When he returned shortly afterwards, my Dad sat down beside me. My Mom nonchalantly passed an apple to my Sister which she then gave to me to give to my Dad. My Sister and I exchanged looks not fully understanding what just happened on the other side of that room and where all our food just went. Although my Mom caught my Sister and I watching all this time, her only comment was, “ Pretty soon, you’ll have a baby brother just like that too”.
I vividly remember that stomach ache. It probably ached as much for me being full as it did for those children with empty stomachs. Selfishness and greed share a similar pain. My Mother could always read my thoughts and looking back, I am certain she felt it was neither the time nor the place to explain. Yet, she had taught me to see what a person has, not what they are lacking. More importantly, she had shown me to give when I have an abundance and to share even if I have little myself. It may still be more than what someone else has.
My Mother often repeated my Grandmother in saying, “ A Mother is the heart of the Home“. She was not looking for praise, only acknowledging that the heart supplied the needs in getting everything to anything within the body. So when my Sister’s friend lost her Mom due to an illness, my Mother in particular was concerned.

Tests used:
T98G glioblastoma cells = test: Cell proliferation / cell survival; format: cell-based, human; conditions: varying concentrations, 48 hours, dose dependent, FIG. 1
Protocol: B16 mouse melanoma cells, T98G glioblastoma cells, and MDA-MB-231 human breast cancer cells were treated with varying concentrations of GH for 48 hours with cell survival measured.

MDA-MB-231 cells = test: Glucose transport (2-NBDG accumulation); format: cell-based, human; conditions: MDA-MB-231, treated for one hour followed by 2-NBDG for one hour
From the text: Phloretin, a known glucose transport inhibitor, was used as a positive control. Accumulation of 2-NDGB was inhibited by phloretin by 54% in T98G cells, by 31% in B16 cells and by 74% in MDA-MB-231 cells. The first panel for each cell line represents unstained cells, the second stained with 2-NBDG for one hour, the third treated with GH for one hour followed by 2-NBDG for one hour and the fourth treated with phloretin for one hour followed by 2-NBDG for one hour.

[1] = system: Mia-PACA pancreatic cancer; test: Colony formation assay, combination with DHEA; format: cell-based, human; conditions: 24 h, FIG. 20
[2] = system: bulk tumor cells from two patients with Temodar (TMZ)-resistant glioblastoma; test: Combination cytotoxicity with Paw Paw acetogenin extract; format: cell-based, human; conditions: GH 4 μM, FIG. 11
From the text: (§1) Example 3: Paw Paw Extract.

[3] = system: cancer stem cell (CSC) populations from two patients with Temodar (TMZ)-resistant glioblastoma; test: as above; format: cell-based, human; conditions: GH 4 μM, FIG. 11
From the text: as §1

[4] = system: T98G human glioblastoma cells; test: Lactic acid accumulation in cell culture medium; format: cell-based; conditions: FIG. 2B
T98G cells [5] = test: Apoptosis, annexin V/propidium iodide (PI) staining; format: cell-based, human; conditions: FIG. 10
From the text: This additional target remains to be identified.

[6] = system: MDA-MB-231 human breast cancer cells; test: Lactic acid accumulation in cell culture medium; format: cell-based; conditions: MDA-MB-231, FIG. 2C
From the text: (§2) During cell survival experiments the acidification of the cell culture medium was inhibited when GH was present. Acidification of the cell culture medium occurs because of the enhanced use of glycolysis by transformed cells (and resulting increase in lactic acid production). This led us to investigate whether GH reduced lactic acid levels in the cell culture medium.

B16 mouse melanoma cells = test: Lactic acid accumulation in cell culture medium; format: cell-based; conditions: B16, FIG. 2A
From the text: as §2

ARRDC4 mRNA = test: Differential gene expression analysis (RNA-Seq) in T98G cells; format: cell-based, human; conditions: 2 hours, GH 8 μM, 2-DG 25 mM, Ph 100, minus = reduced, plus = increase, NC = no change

Theresa was 11 years old and an only child. She and her Mom lived with her Mother’s parents. It was a “strained” relationship, I recall my Mom saying at one time. Now both Grandparents worked and Theresa always went home to an empty house after school. That was until my Mother suggested Theresa walk home every day with my Sister to our house. Her Grandmother agreed.
By now, our family had expanded. I now had an older Sister, a younger brother, and a Baby Sister. Adding Theresa raised my apprehension. I watched my Mother wash and set Theresa’s hair on Saturday afternoons before my Dad drove Theresa back to her house, so she would be ready for Church on Sunday. My Mom treated her just like her own.
I remember that first Christmas when my Sister and I each received a Fisherman’s Cable Knit sweater and there was a package under our tree for Theresa too. Its tag read: “To Theresa, From Santa”. Yes, it was a Fisherman’s Cable Knit sweater in Theresa’s size. When asked about this, “It must have been one of Santa’s Helper’s,” she told us. We believed her back then, and I still believe her now. Seeing Theresa, the joy in my Mom’s face, and the happiness in our home, my jealousy transformed into joy.
In later years, my Mother cared for her aging parents. At first, she would go into their home to run their household until that no longer seemed the best practice for all concerned. She then moved them into an in-law apartment on the second floor of my parents home. My Dad did the renovations. They were never alone. She made certain they had anything and everything they needed and that included her time. And still, she continued to raise her teenage children, check-in on elderly neighbors, play the role of wife, Mother, friend and Grandmother. She was a care giver in every sense of the word. She cared and she shared.
My Mother has taught me that compassion comes in various servings, different sizes and at different times. One size does not fit all. As I continue to watch my Mom today, there is never a need to justify what she has done and continues to do for any and all of us. She just continues to do her best to make certain everybody has everything and anything they need. Those ”Helpers” are still going strong.